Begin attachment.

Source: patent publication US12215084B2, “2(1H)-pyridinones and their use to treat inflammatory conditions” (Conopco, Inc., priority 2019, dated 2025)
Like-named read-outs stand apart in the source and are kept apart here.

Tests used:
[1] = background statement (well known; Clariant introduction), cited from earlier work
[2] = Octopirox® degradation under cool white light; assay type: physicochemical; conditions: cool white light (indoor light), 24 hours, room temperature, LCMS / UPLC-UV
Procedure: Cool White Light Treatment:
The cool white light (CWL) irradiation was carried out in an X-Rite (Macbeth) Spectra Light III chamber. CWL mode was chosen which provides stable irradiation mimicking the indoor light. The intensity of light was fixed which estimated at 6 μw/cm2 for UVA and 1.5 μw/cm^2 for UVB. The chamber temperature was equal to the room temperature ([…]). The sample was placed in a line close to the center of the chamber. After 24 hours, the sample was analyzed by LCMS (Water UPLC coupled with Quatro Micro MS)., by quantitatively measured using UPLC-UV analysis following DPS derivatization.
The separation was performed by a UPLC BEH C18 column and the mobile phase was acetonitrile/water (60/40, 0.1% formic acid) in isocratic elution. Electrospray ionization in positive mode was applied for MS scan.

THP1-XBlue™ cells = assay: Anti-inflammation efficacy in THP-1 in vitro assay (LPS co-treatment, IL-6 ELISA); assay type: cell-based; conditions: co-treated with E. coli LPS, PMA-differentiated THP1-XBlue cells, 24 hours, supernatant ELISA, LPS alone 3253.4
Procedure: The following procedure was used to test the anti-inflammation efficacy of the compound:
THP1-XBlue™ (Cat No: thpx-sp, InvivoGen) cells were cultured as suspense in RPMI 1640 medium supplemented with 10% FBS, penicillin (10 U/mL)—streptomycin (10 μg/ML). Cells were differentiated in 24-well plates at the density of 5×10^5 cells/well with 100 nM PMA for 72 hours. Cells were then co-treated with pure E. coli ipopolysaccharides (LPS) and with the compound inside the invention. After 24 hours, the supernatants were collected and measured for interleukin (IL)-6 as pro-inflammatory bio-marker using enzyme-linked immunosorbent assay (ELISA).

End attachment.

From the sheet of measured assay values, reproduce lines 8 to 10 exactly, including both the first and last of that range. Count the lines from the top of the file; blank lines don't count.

The separation was performed by a UPLC BEH C18 column and the mobile phase was acetonitrile/water (60/40, 0.1% formic acid) in isocratic elution. Electrospray ionization in positive mode was applied for MS scan.

THP1-XBlue™ cells = assay: Anti-inflammation efficacy in THP-1 in vitro assay (LPS co-treatment, IL-6 ELISA); assay type: cell-based; conditions: co-treated with E. coli LPS, PMA-differentiated THP1-XBlue cells, 24 hours, supernatant ELISA, LPS alone 3253.4
Procedure: The following procedure was used to test the anti-inflammation efficacy of the compound: